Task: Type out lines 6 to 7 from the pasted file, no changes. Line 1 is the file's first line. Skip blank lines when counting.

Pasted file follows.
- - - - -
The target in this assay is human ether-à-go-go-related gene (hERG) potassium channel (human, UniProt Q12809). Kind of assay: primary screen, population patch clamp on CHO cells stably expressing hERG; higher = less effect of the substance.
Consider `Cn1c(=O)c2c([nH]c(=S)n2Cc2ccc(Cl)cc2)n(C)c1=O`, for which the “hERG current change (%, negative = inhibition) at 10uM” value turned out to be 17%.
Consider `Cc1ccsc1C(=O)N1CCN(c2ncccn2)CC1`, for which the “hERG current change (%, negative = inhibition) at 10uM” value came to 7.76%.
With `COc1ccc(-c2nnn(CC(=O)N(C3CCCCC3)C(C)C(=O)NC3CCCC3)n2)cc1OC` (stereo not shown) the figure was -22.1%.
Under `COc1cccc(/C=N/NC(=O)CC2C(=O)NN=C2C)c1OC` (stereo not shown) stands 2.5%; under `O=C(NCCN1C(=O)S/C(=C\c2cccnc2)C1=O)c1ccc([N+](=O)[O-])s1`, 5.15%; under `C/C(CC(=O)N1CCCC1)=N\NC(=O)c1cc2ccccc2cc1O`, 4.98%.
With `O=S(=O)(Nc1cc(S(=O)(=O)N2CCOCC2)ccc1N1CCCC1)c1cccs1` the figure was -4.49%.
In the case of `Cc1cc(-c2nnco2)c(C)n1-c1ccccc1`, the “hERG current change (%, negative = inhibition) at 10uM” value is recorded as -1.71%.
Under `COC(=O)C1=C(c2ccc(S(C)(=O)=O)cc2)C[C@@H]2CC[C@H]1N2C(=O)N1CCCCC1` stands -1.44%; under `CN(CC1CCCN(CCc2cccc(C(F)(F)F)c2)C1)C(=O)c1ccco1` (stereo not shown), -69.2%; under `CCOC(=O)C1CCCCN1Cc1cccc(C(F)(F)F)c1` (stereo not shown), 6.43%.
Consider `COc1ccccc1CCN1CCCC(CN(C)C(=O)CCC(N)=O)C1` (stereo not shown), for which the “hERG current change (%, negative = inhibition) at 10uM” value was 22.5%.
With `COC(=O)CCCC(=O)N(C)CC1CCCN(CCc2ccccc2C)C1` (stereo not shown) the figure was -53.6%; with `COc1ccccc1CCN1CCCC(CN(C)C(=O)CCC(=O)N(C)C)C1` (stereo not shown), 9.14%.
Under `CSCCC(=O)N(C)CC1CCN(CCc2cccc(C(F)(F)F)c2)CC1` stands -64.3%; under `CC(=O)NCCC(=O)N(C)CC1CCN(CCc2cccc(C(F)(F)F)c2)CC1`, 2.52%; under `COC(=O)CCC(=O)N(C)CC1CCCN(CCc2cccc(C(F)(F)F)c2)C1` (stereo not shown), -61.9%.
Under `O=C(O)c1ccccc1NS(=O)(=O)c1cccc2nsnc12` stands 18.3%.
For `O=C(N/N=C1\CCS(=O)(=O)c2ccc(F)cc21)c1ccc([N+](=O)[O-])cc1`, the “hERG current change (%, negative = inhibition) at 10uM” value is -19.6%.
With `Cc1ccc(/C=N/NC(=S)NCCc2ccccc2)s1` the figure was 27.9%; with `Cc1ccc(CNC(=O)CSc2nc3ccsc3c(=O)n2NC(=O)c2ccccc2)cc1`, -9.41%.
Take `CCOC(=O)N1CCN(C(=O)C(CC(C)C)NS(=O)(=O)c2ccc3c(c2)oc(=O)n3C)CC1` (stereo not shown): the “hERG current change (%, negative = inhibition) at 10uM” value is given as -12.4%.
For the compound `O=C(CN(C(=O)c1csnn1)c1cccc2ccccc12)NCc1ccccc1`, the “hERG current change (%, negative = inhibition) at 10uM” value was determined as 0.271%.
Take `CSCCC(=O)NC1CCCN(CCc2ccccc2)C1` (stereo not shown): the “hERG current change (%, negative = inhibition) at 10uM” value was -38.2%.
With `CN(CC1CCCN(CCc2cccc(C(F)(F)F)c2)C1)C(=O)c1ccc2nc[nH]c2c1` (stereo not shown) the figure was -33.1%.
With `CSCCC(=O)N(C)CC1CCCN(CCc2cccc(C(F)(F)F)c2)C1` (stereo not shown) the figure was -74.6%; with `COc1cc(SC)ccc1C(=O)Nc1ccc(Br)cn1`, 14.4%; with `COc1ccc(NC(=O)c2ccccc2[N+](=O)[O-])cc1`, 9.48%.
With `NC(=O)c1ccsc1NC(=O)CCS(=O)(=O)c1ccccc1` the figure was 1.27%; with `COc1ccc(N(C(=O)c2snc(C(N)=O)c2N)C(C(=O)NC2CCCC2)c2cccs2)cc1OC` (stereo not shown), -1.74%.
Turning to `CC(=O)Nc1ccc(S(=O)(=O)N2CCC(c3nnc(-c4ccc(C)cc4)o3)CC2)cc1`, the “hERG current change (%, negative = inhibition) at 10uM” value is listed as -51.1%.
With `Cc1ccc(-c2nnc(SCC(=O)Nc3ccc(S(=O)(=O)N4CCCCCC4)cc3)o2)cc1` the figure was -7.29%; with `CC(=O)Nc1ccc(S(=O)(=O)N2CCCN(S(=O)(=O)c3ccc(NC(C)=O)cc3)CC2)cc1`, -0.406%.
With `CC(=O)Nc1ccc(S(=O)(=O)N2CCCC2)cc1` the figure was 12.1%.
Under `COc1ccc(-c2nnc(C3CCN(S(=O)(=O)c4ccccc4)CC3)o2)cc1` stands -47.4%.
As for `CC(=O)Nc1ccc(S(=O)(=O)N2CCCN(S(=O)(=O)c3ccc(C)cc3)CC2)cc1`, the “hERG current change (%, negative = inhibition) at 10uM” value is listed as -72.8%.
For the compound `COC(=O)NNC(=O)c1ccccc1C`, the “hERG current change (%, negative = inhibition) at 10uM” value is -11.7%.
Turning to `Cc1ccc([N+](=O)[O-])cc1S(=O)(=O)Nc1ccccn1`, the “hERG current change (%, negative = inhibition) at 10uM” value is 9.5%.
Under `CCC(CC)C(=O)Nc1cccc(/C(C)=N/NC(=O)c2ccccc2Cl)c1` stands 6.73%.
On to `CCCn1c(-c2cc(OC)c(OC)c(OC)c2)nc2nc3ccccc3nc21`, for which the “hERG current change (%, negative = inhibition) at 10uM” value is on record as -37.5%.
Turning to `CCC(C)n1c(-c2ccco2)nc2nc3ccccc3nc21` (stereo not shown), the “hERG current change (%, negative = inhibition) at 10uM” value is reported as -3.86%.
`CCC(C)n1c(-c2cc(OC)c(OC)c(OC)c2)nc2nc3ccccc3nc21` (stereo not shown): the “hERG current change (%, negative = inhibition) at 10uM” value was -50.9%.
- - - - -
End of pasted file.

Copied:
With `O=S(=O)(Nc1cc(S(=O)(=O)N2CCOCC2)ccc1N1CCCC1)c1cccs1` the figure was -4.49%.
In the case of `Cc1cc(-c2nnco2)c(C)n1-c1ccccc1`, the “hERG current change (%, negative = inhibition) at 10uM” value is recorded as -1.71%.